The college admissions scam involving Lori Loughlin and Felicity Huffman shows how some rich families use a “side door” to game an already unfair education system. Just the FAQs, USA TODAY
Huffman and Sloane are the fourth and fifth parents to plead guilty in the “Varsity Blues” case. An additional nine parents agreed to plead guilty and have plea hearings in the coming weeks.
Rosen went over the evidence against Huffman in court Monday. Prosecutors said Huffman and her husband, actor William H. Macy, who is not charged in the case, met with Singer at the couple’s Los Angeles home before her daughter’s SAT exam in December 2017 to discuss how the scheme operated.
Over the course of months beginning in the summer of 2017, according to prosecutors, Huffman and Singer exchanged emails in which they discussed how to double the length of test time allotted to her daughter.
Rosen recounted in court how Huffman wrote “Ruh Ro!” in an email to Singer when her daughter’s school said it wanted to provide its own test proctor. He said they were able to change the venue so she could take the SAT at a center operated by Igor Dvorskiy, who is accused of being involved in the scheme.
Prosecutors said Mark Riddell, who pleaded guilty to secretly taking tests for students or changing their answers, flew from Tampa, Florida, to Los Angeles on Dec. 2, 2017, to proctor Huffman’s daughter’s exam at the West Hollywood Test Center. He flew back the next day.
Huffman, choking up in court, said that she had no knowledge that Singer paid Riddell and Dvorskiy.
“But everything else that Mr. Rosen said I did, I did.”
Huffman’s daughter received a 1420 out of 1600 on the test, approximately 400 points higher than she earned on her PSAT taken one year earlier without Singer’s assistance.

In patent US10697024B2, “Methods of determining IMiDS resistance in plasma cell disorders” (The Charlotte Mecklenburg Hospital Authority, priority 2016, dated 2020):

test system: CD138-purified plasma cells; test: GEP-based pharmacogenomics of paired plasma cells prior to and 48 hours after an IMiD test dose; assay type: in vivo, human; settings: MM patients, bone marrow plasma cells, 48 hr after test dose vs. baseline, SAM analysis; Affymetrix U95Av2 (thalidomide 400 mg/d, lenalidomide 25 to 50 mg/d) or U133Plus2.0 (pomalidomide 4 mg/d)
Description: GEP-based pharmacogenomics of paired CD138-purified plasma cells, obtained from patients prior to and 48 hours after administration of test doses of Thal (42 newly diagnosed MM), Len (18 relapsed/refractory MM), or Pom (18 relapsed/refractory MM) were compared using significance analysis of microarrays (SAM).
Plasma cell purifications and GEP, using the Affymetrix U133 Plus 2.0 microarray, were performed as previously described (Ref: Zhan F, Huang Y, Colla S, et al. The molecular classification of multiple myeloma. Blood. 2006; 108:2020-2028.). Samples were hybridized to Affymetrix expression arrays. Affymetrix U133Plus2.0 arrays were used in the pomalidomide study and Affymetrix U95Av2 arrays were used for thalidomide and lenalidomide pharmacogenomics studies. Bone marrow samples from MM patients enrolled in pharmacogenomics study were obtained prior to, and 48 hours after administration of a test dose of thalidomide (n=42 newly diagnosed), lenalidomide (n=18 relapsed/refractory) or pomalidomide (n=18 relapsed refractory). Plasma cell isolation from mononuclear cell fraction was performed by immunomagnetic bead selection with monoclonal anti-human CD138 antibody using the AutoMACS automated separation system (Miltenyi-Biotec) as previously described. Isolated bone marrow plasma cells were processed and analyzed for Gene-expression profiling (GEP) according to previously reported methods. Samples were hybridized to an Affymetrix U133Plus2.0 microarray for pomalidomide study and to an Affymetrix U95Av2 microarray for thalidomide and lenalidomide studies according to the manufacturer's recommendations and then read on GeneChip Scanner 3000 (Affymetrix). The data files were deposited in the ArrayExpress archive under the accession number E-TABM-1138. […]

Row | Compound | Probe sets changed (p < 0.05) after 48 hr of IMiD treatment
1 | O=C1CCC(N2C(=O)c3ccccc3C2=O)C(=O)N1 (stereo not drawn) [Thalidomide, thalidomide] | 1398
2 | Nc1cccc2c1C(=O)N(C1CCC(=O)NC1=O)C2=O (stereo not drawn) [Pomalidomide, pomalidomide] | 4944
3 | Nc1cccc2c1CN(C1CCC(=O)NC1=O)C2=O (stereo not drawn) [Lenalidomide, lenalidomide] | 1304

Two weeks after the SAT, Singer – through his sham nonprofit Key Worldwide Foundation – paid Dvorskiy $40,000 for administering the SAT to Huffman’s daughter and three other students, according to prosecutors. On Dec. 27, 2017, Singer allegedly paid Riddell $35,000.
Prosecutors said Huffman and Macy wrote a $15,000 check to Singer’s nonprofit group Feb. 27, 2018. The next month, a note from a Singer associate thanked them for the donation and falsely said it would “allow us to move forward with our plans to provide educational and self-enrichment programs to disadvantaged youth.”
Later that year, according to the Justice Department’s complaint, Huffman inquired about arranging the same cheating scheme for her younger daughter. Although she did not follow through with the plan, prosecutors pointed to a series of phone conversations from October 2018 to this February in which Huffman, and in some cases Macy, discuss the prior arrangement with Singer, who by this point was cooperating with the FBI.
On Nov. 12, 2018, Huffman told Singer she wanted to move ahead with carrying out the plan for her younger daughter but probably only after she first took the exam without cheating, according to a transcript of the phone call that’s included in the complaint.
Huffman spoke to Singer by phone as recently as one month before she and 49 others were charged in the sweeping conspiracy case. In that conversation, she asked Singer whether he thought a dramatic increase in her younger daughter’s score would raise suspicion from her SAT tutor.
Singer told her not to worry, but Huffman backed out, prosecutors said.
Last month, Huffman publicly apologized for her actions, saying she was in “deep regret and shame over what I have done” and accepted “full responsibility for my actions and will accept the consequences that stem from those actions.”
She said her daughter “knew absolutely nothing” about her actions.